Top Ten Tuesday #19: Spring 2016 TBR

Top Ten Tuesday is a weekly meme hosted by The Broke and the Bookish. This week’s topic:

Ten Books I Really Love But Feel Like I Haven’t Talked About Enough/In A While

It’s been a while since I’ve done one of these posts. I really wanted to do last week’s topic, which was about Spring TBRs, but I didn’t feel like doing it then. Plus, I forgot to do it. But, on a positive note, I’m much more in the mood to do a TBR this week and participate in this week’s topic. I usually stay away from TBRs because I hardly ever adhere to them, but I really want to do one now so here it is.

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“Quiet: The Power of Introverts in a World That Can’t Stop Talking” by Susan Cain

Available on Amazon and at your local bookstore.
Available on Amazon and at your local bookstore.

I am an introvert through and through. I like solitude. I enjoy sorting through my thoughts or dreaming up stories to entertain myself. I am shy at times and find it hard to operate in intimate sit-down-and-chat parties, where small talk is the mode for socializing. Last year, when I was hooked on TED Talks, I came across Susan Cain’s TED Talk. It intrigued me that someone who claims to be shy could do such a compelling, and at times funny, talk. Upon discovering that she had written a book about introverts, I became excited and immediately wanted to purchase it. But, being one of the many postgrads with a huge student loan, I was unable to quickly attain what I desired. A few months passed before I could purchase it.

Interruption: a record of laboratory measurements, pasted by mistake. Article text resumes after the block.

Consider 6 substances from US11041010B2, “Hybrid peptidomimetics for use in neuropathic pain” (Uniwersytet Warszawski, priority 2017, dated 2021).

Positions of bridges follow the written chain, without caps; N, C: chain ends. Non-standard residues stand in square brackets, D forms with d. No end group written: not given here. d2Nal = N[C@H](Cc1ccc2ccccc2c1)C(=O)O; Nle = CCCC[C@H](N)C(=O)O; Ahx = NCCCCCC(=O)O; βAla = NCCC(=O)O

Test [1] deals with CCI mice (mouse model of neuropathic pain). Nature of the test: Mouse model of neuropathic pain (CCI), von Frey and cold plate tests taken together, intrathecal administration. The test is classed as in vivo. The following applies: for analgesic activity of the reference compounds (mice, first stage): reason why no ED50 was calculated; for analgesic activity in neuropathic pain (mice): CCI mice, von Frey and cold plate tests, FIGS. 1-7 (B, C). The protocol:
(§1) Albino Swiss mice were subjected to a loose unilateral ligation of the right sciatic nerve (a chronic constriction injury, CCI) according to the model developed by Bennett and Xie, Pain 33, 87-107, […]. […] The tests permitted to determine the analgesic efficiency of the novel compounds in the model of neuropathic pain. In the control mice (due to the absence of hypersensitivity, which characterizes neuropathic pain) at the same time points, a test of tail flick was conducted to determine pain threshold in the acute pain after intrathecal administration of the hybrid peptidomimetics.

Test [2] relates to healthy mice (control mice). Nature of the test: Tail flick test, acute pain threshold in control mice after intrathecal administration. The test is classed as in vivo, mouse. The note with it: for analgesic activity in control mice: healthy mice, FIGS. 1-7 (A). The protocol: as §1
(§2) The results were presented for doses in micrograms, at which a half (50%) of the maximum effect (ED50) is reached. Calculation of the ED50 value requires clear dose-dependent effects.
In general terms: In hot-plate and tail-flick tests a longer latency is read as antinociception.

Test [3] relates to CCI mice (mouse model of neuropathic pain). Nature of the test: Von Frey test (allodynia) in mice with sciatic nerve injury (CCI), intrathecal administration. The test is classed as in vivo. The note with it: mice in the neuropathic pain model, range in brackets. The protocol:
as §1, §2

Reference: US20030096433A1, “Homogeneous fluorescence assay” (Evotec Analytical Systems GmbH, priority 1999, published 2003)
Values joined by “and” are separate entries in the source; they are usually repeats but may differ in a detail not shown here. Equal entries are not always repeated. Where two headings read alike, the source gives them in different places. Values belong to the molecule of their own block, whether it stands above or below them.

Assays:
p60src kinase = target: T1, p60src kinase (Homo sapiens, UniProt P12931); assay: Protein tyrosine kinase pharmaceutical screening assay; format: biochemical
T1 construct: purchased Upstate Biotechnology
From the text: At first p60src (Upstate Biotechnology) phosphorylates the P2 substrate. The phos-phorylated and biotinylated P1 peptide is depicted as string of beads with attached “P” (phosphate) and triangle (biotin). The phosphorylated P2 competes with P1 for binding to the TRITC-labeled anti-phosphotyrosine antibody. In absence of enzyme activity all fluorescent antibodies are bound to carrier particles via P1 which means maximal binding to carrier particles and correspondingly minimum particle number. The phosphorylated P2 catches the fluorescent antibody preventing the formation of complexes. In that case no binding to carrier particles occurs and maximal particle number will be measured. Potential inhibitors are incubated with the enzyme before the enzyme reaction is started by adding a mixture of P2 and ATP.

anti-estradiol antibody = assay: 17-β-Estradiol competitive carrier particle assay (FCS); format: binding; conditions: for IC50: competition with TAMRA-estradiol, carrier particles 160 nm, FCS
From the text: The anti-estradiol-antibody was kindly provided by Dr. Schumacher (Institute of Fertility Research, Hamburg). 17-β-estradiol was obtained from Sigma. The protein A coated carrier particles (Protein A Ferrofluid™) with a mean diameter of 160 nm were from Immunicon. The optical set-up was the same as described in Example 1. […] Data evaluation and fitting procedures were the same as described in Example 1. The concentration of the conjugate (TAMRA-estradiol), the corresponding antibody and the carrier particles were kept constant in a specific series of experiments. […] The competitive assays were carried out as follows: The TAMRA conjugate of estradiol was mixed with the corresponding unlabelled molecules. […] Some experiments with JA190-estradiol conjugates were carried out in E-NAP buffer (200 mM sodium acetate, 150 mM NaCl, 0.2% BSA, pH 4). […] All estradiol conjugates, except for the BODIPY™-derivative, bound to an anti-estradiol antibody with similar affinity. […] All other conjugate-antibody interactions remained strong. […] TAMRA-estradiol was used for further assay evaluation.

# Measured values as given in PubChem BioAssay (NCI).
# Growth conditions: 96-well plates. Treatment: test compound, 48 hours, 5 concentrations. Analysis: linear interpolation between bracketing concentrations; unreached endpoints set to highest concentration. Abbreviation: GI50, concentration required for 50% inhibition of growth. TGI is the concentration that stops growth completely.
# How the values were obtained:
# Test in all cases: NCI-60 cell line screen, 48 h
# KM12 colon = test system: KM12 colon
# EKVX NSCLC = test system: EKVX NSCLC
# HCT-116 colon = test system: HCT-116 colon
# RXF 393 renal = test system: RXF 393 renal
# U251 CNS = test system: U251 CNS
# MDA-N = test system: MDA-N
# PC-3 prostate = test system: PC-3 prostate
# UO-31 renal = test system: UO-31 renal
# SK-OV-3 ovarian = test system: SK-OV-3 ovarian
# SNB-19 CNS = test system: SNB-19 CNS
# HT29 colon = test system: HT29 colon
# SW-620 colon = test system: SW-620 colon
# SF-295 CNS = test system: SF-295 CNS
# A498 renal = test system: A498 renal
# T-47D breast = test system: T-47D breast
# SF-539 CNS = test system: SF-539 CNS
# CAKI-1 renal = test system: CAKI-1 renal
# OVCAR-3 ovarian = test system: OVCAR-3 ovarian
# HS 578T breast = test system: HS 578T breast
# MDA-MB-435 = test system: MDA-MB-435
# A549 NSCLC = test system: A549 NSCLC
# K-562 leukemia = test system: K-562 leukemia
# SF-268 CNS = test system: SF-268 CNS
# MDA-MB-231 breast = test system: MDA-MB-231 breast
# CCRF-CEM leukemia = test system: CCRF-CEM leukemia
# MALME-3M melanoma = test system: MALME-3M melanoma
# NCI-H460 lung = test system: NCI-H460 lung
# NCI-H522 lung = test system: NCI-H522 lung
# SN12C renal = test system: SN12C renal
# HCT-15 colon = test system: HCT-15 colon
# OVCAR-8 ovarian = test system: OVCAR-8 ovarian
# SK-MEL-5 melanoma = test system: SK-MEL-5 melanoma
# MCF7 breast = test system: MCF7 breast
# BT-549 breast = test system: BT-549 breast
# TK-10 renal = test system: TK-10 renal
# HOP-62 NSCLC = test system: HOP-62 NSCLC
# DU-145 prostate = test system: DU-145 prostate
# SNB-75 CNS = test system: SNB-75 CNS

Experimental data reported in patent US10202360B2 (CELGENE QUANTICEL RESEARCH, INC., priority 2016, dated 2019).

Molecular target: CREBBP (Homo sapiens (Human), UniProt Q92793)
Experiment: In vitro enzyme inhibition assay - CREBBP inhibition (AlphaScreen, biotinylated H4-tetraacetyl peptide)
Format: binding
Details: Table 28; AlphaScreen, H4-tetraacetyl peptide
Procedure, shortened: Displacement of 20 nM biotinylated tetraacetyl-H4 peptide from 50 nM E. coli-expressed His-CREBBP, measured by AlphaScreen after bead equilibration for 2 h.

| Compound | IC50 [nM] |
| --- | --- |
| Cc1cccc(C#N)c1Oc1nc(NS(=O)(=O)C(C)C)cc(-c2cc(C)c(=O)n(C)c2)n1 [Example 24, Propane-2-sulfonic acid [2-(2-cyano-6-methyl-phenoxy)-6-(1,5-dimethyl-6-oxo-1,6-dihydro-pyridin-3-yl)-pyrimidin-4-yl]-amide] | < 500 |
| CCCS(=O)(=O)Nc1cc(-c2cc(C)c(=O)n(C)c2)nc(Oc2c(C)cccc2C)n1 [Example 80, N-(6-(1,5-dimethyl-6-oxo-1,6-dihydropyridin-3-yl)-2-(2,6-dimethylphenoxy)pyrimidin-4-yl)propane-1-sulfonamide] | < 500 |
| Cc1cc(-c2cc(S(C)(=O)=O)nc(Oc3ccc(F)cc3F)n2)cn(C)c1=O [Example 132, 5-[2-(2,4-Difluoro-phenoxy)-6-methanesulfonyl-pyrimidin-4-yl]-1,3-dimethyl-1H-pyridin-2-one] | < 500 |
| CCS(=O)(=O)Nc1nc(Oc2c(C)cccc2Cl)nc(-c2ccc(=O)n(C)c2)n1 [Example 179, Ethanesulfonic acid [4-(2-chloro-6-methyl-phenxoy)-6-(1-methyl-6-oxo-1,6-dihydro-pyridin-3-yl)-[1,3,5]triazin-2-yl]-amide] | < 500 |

Cain’s book is just as compelling as her TED Talk albeit longer. Like most nonfiction books these days, it is written for a mainstream audience and deftly mixes narrative with facts and data to engage the common reader and sustain his interest. Cain is a bit heavy with the narrative and sometimes the reader will tire of the stories but the reader will hardly want to skip them since they help to illustrate the facts Cain states. Basically, the stories are not unnecessary. Cain ensures that they all tie into the facts that she plans to expound on, or that they highlight those facts she has already stated. The narratives range from a peek at Rosa Parks’ personality at the beginning of the book to a profile on Asian students in California to stories on notable businessmen who benefit from being an introvert. These stories help to demystify some tales associated with being classified an introvert and highlight its benefits.

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